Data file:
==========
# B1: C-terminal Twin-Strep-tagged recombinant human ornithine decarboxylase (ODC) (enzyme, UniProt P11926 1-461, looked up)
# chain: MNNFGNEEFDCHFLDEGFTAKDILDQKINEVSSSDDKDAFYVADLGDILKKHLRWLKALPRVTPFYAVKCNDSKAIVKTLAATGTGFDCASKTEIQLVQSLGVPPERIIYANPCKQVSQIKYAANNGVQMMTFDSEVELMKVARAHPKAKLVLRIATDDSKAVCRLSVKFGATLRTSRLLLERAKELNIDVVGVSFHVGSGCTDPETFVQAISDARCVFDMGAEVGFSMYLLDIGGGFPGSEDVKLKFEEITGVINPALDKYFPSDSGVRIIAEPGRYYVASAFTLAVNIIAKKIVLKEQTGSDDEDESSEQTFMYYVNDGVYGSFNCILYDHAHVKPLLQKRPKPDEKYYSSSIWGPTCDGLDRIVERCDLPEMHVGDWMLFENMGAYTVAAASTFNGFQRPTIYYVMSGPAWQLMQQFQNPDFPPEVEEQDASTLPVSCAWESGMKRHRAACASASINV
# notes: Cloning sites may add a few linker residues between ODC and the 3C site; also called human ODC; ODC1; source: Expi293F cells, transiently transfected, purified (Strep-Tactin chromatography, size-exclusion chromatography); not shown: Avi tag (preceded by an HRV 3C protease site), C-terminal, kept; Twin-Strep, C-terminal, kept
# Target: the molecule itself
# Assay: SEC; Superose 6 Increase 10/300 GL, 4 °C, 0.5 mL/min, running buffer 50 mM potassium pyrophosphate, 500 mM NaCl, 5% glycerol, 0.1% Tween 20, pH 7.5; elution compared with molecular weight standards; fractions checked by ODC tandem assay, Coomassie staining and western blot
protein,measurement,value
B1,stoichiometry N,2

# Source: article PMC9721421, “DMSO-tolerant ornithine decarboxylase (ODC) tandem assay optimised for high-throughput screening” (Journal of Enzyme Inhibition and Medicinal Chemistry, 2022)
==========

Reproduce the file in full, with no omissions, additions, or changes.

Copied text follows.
# B1: C-terminal Twin-Strep-tagged recombinant human ornithine decarboxylase (ODC) (enzyme, UniProt P11926 1-461, looked up)
# chain: MNNFGNEEFDCHFLDEGFTAKDILDQKINEVSSSDDKDAFYVADLGDILKKHLRWLKALPRVTPFYAVKCNDSKAIVKTLAATGTGFDCASKTEIQLVQSLGVPPERIIYANPCKQVSQIKYAANNGVQMMTFDSEVELMKVARAHPKAKLVLRIATDDSKAVCRLSVKFGATLRTSRLLLERAKELNIDVVGVSFHVGSGCTDPETFVQAISDARCVFDMGAEVGFSMYLLDIGGGFPGSEDVKLKFEEITGVINPALDKYFPSDSGVRIIAEPGRYYVASAFTLAVNIIAKKIVLKEQTGSDDEDESSEQTFMYYVNDGVYGSFNCILYDHAHVKPLLQKRPKPDEKYYSSSIWGPTCDGLDRIVERCDLPEMHVGDWMLFENMGAYTVAAASTFNGFQRPTIYYVMSGPAWQLMQQFQNPDFPPEVEEQDASTLPVSCAWESGMKRHRAACASASINV
# notes: Cloning sites may add a few linker residues between ODC and the 3C site; also called human ODC; ODC1; source: Expi293F cells, transiently transfected, purified (Strep-Tactin chromatography, size-exclusion chromatography); not shown: Avi tag (preceded by an HRV 3C protease site), C-terminal, kept; Twin-Strep, C-terminal, kept
# Target: the molecule itself
# Assay: SEC; Superose 6 Increase 10/300 GL, 4 °C, 0.5 mL/min, running buffer 50 mM potassium pyrophosphate, 500 mM NaCl, 5% glycerol, 0.1% Tween 20, pH 7.5; elution compared with molecular weight standards; fractions checked by ODC tandem assay, Coomassie staining and western blot
protein,measurement,value
B1,stoichiometry N,2

# Source: article PMC9721421, “DMSO-tolerant ornithine decarboxylase (ODC) tandem assay optimised for high-throughput screening” (Journal of Enzyme Inhibition and Medicinal Chemistry, 2022)